White Cockatoo  (Cacatua alba)

Umbrella Cockatoo  

The umbrella cockatoo, also known as the white cockatoo or the great white-crested cockatoo, is well-known in bird circles as being one of the most affectionate and affable companion birds widely available on the market today. An Indonesian native, the umbrella is slightly smaller than the Moluccan cockatoo, but is not smaller in  personality  or charm. This out-going cockatoo is infamous for its outlandish antics and for being clingy with its owners.

The umbrella can be distinguished from other white cockatoos by its wholly white crest that raises like an umbrella when the bird is excited, agitated, or ready to play (or bite!). Both the beak and legs are a dark gray, and the feathers on the undersides of the wings and tail are light yellow.

The umbrella cockatoo is native to the islands of Indonesia, where it lives in  tropical rainforest.

The umbrella cockatoo certainly makes a charming, affectionate pet, but it\’s not for everyone. This bird can be as fickle as the weather, playing one minute and screaming and nipping the next. Birds will be birds, with all of their quirks and caprices, and umbrellas are no exception, though the informed umbrella  owner  is fortunate to live with this extraordinary bird that was named after something ordinary—and indispensable.

The umbrella desires nothing more than to cuddle with the object of its desire, and can become overly attached to other birds or objects in the pet shop, leading to serious disappointment when these birds or objects are sold—these birds are extremely sentimental! In the wild, the umbrella is never without a  companion, and the captive umbrella has the same instinctual patterning to bond to a mate, or at least to have a special friend. The best way to make an umbrella cockatoo  unhappy  is to keep it in isolation.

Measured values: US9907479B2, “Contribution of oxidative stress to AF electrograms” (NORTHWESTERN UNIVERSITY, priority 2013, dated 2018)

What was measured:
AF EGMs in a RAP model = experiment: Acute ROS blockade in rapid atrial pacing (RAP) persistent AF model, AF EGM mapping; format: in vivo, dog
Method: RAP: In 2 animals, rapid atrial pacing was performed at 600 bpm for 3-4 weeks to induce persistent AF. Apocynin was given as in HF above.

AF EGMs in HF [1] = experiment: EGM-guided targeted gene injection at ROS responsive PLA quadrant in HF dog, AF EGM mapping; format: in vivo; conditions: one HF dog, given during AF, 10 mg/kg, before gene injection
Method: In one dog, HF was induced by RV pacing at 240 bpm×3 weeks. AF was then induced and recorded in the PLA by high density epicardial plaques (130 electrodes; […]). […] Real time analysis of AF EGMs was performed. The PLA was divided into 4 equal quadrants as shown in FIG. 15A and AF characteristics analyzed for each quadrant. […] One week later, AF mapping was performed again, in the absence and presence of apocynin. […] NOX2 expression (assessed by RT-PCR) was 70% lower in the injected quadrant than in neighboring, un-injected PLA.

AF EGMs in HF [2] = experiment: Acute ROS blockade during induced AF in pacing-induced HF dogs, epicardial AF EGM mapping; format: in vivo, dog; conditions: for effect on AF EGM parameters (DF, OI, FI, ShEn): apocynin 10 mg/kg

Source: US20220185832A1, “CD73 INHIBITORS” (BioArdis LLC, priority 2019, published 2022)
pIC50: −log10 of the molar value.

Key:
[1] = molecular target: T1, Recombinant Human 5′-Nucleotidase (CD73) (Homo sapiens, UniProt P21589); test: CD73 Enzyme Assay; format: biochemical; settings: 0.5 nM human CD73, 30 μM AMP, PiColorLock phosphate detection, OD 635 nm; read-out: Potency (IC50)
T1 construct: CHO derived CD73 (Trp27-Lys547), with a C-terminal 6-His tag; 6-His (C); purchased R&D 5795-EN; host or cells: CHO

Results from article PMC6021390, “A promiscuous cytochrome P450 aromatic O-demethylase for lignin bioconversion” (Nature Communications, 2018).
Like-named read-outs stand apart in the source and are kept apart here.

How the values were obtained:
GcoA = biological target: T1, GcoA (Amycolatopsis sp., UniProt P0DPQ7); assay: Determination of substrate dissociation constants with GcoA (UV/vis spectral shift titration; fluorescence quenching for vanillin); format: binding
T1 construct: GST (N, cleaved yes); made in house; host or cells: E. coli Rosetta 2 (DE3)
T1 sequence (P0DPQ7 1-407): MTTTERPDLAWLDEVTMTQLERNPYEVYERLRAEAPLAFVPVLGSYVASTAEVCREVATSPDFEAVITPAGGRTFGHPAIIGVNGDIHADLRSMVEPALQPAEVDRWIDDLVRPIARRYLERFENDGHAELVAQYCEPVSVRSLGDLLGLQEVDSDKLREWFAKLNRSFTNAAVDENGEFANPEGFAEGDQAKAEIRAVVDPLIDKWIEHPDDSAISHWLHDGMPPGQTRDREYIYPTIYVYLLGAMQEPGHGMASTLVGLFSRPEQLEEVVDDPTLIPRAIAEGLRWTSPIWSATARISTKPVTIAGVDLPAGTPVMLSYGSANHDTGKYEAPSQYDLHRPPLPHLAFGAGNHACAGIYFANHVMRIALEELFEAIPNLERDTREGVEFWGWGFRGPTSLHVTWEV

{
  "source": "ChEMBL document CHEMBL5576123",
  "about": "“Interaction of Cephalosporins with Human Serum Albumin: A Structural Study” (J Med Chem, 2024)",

The noise level of this bird is extremely high. It is prone to bouts of loud screaming, especially if it is isolated, locked in a cage, or doesn\’t get its way. Screaming is often a measure of the bird\’s displeasure—the louder the  more  significant the disapproval of its circumstances. Many cockatoos are re-homed because of their superior voices. On the up side, the umbrella can be taught to talk and may acquire a vocabulary of more than 50 words, though most will not learn that many. Often, a bird that learns to talk may substitute screaming for talking—but not all of the time.



Info from http://lafeber.com/

Pic From www.forestparkzoo.org